Gray Leaf Spot

Cercospora zeae-maydis

Corn leaf with numerous gray leaf spot lesions
Corn leaf with numerous gray leaf spot lesions. Photo courtesy of Daren Mueller. Licensed under CC BY 3.0.
Gray leaf spot is a potentially serious fungal disease of corn. It is most serious during prolonged warm, humid, and wet conditions.
Gray leaf spot lesions are brown or grey, often with yellow halos. Major leaf veins block the expansion of the disease. Hybrids with resistance to gray leaf spot will have smaller lesions that do not expand to the veins.
Leaf with gray leaf spot lesions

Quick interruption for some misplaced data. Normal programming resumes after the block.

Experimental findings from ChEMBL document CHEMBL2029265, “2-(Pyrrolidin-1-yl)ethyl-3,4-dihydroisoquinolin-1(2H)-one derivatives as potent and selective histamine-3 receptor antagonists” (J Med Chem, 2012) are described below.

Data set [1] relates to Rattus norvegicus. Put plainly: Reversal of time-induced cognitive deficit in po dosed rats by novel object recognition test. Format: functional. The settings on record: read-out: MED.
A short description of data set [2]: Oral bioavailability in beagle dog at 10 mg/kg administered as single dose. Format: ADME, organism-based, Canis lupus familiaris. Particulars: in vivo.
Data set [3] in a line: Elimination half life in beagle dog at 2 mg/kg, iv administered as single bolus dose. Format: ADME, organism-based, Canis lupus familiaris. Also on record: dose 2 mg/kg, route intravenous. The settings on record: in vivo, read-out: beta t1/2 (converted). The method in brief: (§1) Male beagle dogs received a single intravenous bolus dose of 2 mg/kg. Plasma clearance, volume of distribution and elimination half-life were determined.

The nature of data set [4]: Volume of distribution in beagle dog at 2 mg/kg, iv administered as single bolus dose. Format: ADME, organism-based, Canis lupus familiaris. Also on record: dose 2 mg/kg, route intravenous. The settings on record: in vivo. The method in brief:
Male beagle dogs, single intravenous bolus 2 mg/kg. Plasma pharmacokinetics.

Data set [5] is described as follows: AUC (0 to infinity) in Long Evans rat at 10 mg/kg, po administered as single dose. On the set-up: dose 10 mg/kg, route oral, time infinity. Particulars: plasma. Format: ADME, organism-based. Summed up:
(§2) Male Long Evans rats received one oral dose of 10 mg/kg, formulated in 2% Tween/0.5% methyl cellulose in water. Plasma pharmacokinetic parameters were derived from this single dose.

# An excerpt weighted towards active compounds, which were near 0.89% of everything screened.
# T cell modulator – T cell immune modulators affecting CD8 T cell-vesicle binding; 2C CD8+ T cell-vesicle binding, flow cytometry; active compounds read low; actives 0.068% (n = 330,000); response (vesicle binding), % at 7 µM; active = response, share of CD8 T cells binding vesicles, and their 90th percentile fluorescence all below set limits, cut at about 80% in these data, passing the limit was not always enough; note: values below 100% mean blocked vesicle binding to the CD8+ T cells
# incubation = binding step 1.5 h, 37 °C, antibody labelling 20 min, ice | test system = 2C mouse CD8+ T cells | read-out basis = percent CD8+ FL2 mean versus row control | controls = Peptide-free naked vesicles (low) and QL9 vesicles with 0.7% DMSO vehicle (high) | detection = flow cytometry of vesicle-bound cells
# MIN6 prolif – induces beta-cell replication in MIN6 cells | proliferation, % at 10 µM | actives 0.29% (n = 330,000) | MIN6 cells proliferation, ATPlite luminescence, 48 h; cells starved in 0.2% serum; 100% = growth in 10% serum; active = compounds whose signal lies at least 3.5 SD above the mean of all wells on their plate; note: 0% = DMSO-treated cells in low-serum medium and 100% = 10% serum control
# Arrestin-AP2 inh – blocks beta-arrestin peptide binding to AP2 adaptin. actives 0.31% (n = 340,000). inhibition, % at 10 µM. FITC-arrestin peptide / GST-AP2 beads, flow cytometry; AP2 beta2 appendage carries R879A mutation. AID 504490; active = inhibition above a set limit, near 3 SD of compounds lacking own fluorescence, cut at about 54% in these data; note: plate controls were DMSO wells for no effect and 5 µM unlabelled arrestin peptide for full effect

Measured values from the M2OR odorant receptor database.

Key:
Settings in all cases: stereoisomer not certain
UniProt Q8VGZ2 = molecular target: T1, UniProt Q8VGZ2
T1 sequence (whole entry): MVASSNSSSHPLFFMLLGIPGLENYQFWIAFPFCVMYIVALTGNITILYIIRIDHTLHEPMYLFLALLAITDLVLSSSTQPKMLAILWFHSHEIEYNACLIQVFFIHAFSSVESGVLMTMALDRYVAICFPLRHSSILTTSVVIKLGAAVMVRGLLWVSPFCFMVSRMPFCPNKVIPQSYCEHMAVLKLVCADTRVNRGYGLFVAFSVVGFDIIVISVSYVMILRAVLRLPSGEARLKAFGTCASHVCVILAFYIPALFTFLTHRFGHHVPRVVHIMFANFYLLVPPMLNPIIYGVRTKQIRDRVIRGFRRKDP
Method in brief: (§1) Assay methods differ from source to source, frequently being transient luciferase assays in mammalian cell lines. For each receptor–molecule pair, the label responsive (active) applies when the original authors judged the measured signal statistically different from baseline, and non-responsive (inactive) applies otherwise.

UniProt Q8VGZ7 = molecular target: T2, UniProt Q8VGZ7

Leaf with gray leaf spot lesions. Note how the disease is confined between leaf veins. Photo courtesy of Daren Mueller. Licensed under CC BY 3.0.
Gray leaf spot attacks the leaf tissues, reducing leaf area and hence yield. Damage typically begins in the lower leaves and moves up the plant, with the most severe damage occurring when the disease is at or above the ear leaf. The extent of lesion growth and hence damage is influenced by the resistance of the host plant.
Fungicides applied at VT-R1 provide some level of control of gray leaf spot. Treatment is most likely to be cost effective if the disease is at or above the ear leaf. Always read and follow all label instructions.
Crop rotation and tillage can help to reduce the level of disease in a field since the disease overwinters in crop residue.